Chinese trade with Australia could be under threat, but Prime Minister Malcolm Turnbull says any “ups and downs” in the bilateral relationship are coming from a high base.
The Chinese ambassador to Australia told The Australian that if growing distrust was allowed to fester it could damage the trade relationship.
Australia is bringing in laws trying to stop foreign donations to political parties, but Ambassador Cheng Jingye rejected any suggestions China was trying to interfere in Australian politics.
Speaking in London, where he is attending the CHOGM meeting, Mr Turnbull said the two countries shared a strong relationship that was getting better.
“We have a very strong economic relationship with China, in fact it’s strengthening all the time,” the prime minister told reporters on Wednesday local time.
From time to time there are differences in the relationship, if there are ups and downs, it’s from a very, very high base.
“Trade has never been higher in every respect.”
But Mr Turnbull said he will not step back from the foreign donation laws.
“We are taking every step that we can, with our foreign interference legislation, to ensure that Australians, and Australians only, are the ones who influence Australian political processes,” he said.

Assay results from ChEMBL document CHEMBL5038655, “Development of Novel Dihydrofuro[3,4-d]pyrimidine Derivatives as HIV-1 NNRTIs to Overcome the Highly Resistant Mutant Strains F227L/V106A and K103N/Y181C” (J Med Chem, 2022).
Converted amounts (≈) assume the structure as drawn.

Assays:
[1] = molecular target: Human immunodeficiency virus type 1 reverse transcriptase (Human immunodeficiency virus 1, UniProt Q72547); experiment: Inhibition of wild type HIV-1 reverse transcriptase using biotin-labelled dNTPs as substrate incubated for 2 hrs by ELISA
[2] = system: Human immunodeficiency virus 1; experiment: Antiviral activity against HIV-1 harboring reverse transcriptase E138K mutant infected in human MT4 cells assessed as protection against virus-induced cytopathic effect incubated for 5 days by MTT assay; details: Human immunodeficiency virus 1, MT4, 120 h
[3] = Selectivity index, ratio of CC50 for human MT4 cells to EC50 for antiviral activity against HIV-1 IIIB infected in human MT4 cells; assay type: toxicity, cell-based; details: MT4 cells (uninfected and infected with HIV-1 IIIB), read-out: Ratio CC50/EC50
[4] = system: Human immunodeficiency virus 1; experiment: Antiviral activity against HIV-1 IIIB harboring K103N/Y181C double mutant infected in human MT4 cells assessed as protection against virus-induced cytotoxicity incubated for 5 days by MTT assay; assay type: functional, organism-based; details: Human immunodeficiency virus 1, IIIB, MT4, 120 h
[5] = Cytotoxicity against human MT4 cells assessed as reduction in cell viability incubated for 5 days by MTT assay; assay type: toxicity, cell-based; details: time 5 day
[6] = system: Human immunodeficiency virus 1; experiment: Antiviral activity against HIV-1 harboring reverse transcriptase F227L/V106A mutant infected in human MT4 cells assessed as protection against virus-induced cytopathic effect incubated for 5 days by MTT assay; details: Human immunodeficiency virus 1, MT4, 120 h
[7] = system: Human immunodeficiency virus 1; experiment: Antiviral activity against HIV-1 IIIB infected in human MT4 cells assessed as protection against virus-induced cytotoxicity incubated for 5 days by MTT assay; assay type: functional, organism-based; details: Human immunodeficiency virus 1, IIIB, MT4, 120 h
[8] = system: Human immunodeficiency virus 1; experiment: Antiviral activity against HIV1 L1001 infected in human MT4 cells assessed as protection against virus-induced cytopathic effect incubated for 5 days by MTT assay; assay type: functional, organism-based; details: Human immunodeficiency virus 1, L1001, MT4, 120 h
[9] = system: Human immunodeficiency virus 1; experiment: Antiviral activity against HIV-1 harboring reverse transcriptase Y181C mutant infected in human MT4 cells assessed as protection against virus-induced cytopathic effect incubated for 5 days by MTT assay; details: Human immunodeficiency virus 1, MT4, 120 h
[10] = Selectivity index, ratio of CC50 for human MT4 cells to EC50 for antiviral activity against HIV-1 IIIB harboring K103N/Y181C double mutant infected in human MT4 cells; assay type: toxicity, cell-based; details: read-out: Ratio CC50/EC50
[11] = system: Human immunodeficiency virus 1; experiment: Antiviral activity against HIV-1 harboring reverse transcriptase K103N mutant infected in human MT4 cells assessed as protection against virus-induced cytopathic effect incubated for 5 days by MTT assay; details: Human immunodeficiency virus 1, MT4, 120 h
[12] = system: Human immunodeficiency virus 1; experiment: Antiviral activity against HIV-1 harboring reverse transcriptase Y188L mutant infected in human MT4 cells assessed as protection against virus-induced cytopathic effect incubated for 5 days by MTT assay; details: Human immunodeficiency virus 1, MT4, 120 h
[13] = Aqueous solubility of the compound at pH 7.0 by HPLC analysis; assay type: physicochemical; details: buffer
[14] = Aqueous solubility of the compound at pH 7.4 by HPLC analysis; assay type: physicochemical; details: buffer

Labor foreign affairs spokeswoman Penny Wong said safeguarding Australian sovereignty came above partisan politics, but the government had been “clumsy” in its language towards China in recent months.
“Every Australian government of both political persuasions has had to manage differences with China,” Senator Wong told Sky News.
“I think we are seeing that this government’s management of those differences has been characterised by too much clumsiness in recent times.”
Senator Wong said foreign donations ought to be banned and greater transparency measures imposed on lobbying efforts on behalf of foreign governments to safeguard Australia’s sovereignty.